Please tell us anything about your work “Gardens of Babylon”, from where you get inspiration and ideas to create this artwork? Please tell us in detail about the process of its creation. What stage was the most difficult for you? How long did you work on it?

“Gardens of Babylon” actually started as an exercise to get more matte painting in my portfolio, but in looking for reference, I quickly found a huge of destroyed city concepts. So, after laying in my initial composition, I started to look for a way to give this work a unique story that would set it apart a bit. As it turns out, I had just seen a program which mentioned the legendary hanging gardens of Babylon, and I liked the idea of this concept which was once a wonder of the world now being the last remnants of a long dead civilization. Also, by covering the ruined skyscrapers in green, this scene is a bit set apart from the standard destroyed city scene which generally uses a lot more gray.
This piece took about 2 days to do, with most of the time going into setting up the composition and color balance. After that it was a fairly straightforward rendering with a simple brush until I got to the point where I wanted to render the vegetation. At this point, it was a matter of finding good photo material to comp in, and also using a custom vegetation brush blend from the photo to the painted areas. The brushes ended up being so good that I actually used a lot less photos than brushwork.

How many renders does it take you to achieve that final perfect image you are happy with?Have you any tricks and your own “know-how” in painting, if it’s not secret tell us about them?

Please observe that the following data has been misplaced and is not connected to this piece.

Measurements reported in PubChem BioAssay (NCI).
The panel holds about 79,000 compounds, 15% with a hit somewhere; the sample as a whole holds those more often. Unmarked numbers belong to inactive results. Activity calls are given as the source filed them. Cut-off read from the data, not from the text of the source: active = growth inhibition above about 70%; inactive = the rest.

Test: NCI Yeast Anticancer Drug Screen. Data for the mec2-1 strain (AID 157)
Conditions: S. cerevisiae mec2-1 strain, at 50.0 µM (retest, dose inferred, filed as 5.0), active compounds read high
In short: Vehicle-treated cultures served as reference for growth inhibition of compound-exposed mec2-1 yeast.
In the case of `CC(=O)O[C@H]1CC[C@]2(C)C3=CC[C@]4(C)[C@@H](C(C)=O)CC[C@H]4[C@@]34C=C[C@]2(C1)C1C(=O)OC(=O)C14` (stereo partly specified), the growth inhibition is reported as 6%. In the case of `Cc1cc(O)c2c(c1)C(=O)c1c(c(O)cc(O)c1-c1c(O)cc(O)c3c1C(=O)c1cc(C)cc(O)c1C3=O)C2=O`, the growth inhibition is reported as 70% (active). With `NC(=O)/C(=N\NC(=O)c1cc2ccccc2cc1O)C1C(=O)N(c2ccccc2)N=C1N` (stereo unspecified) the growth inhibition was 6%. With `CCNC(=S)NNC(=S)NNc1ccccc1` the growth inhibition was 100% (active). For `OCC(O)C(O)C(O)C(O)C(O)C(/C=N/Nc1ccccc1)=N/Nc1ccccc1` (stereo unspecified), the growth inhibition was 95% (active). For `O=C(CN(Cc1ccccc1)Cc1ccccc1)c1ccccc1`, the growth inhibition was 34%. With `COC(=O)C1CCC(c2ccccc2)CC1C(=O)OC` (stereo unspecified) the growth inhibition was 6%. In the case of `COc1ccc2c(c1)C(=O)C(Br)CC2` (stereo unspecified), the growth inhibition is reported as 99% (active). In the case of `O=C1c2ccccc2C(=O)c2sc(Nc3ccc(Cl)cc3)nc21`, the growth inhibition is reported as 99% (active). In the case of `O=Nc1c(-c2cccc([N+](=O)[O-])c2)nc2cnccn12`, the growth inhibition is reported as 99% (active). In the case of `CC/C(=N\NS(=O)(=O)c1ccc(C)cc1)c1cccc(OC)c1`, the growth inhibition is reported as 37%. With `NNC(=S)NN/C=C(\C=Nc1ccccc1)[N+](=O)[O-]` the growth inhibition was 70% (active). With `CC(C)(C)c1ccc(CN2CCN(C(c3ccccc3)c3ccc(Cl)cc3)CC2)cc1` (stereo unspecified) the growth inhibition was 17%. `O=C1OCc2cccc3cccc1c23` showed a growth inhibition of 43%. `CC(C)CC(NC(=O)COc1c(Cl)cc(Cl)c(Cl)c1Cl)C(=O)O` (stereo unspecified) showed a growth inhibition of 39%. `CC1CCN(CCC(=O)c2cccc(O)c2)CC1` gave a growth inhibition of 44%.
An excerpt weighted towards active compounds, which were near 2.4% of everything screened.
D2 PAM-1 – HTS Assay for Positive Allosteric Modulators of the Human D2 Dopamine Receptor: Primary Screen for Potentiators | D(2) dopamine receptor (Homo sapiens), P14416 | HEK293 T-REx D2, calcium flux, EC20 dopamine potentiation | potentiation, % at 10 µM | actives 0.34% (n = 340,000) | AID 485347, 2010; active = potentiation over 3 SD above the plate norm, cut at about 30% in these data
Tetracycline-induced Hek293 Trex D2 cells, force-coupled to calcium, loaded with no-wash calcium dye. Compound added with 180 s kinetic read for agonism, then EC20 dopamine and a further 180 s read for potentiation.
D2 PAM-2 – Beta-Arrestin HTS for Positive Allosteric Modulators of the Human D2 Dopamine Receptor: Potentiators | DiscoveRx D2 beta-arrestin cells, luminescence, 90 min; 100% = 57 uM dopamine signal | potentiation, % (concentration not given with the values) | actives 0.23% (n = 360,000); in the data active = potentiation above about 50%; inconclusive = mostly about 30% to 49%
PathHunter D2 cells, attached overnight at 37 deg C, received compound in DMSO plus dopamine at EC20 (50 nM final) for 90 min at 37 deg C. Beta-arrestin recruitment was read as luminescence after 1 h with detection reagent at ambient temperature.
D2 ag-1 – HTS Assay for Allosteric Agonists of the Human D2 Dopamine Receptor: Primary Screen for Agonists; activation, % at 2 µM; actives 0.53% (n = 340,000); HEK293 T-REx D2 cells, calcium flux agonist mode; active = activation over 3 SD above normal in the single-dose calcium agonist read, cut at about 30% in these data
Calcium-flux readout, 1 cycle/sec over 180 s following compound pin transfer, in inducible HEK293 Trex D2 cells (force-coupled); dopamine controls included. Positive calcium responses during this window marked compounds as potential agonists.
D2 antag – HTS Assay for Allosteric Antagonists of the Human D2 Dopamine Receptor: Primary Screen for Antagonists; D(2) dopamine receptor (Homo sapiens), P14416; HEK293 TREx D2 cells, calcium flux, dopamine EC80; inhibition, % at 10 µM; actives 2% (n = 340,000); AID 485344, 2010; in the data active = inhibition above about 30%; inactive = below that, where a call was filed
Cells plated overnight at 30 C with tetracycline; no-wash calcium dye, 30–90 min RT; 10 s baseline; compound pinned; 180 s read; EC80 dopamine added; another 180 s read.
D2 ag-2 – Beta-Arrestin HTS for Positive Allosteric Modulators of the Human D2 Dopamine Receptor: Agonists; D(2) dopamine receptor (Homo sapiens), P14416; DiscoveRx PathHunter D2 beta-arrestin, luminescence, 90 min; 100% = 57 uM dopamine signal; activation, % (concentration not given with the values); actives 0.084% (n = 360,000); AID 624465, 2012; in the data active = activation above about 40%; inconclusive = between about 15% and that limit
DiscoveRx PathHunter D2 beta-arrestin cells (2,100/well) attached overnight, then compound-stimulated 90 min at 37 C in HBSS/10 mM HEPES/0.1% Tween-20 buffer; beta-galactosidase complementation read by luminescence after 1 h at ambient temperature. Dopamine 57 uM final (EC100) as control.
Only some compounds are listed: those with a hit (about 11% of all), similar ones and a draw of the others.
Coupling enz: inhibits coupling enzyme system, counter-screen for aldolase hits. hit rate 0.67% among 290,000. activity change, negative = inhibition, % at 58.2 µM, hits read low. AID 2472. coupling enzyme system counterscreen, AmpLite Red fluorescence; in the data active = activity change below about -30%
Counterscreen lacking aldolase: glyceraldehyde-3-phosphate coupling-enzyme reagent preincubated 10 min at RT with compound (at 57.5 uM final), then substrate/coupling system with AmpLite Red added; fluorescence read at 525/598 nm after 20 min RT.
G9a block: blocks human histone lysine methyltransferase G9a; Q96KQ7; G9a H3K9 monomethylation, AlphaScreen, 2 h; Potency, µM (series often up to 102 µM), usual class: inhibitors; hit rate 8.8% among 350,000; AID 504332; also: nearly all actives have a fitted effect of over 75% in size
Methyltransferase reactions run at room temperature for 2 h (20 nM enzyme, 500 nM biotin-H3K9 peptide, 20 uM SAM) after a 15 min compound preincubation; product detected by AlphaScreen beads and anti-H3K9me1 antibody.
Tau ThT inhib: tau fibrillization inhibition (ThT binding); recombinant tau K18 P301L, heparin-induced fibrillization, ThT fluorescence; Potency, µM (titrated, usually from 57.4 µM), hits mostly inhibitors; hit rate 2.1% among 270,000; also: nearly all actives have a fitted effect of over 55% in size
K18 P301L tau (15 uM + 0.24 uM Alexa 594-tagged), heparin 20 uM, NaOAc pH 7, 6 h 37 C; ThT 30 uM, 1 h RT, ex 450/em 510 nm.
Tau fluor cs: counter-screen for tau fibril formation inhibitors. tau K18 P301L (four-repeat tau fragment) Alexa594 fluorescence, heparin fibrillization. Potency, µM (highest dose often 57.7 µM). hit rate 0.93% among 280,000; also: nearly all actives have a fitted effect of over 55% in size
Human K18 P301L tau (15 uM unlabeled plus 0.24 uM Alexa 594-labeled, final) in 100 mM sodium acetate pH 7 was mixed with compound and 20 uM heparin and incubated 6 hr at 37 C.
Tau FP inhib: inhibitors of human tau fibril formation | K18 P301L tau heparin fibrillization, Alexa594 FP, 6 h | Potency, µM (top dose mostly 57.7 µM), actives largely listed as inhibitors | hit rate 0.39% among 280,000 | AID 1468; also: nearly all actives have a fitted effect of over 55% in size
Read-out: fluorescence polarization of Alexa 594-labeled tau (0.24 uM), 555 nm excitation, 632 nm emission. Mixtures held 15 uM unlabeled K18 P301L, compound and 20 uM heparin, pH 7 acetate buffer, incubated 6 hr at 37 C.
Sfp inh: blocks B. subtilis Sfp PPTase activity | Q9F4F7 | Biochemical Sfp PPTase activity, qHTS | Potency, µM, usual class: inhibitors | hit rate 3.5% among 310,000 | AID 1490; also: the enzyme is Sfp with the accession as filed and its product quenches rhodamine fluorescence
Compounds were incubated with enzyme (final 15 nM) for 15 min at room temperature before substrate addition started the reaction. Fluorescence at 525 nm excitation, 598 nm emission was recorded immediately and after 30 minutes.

Early on my career I painted as directly as possible in an attempt to emulate how I worked in live media ( Oil and charcoal ). I only used layers sparingly and didn’t really take advantage of any of the masking tools or custom brushes. However these days I really feel that whatever program you use, you should really make it a point to know what every single function does, because you never know when some little function will save you many hours of work. Not only that, for the purposes of working efficiently, you should also know the shortcuts as well. Over the course of several hours or days, the difference between fumbling around with a menu and just hitting a key will really add up. Also, since companies are continually releasing new versions all the time, you never finish learning these tricks. As recently as last month I found a hugely helpful shortcut in photoshop by accident..and I found that my friends in the industry also did not know this trick either! So, it pays to trade tricks with your buddies because you never know what someone else has found!